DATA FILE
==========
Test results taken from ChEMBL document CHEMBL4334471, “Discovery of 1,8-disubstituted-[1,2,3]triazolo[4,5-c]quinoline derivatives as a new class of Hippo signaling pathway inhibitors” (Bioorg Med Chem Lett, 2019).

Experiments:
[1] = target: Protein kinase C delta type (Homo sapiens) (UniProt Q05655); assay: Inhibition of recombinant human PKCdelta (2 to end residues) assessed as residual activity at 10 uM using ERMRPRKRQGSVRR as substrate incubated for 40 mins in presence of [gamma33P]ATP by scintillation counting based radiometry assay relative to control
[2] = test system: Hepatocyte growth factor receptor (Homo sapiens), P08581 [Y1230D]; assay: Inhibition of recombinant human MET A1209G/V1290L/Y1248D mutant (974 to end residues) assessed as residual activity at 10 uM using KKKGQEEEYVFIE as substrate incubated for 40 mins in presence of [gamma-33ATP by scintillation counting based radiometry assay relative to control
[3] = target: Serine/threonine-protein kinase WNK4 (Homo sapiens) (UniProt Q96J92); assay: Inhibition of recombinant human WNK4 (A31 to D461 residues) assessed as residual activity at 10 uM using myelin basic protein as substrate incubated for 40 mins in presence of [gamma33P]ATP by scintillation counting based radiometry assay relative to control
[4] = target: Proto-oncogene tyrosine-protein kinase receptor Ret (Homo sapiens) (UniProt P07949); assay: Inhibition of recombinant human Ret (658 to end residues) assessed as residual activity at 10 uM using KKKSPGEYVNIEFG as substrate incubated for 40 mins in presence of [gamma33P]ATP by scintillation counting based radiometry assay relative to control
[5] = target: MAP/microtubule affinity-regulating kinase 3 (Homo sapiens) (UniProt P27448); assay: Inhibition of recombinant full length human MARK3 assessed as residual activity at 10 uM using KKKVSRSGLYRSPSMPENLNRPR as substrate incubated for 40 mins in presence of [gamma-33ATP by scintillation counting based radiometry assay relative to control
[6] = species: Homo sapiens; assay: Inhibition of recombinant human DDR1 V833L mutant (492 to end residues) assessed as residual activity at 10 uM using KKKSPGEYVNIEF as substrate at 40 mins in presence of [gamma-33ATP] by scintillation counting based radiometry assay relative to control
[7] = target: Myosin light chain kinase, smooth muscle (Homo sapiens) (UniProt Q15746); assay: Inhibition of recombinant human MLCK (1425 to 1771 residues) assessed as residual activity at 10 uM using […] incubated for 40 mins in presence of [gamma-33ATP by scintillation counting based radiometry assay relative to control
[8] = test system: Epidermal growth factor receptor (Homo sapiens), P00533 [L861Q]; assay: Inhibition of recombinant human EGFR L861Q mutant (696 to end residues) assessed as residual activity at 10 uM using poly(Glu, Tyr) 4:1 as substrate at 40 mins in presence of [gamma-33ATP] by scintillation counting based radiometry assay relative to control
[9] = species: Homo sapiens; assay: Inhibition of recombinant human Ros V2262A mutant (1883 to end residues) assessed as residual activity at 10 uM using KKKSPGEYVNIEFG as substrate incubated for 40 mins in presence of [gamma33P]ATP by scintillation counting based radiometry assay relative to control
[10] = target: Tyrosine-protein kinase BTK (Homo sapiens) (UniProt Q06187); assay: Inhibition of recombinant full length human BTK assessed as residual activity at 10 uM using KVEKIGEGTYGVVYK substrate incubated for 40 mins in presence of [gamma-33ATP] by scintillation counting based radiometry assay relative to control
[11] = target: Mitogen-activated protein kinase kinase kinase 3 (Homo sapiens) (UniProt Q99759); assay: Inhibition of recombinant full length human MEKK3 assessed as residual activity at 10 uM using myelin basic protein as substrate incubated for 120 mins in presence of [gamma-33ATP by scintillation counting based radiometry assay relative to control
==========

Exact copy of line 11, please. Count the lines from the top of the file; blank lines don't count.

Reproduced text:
[9] = species: Homo sapiens; assay: Inhibition of recombinant human Ros V2262A mutant (1883 to end residues) assessed as residual activity at 10 uM using KKKSPGEYVNIEFG as substrate incubated for 40 mins in presence of [gamma33P]ATP by scintillation counting based radiometry assay relative to control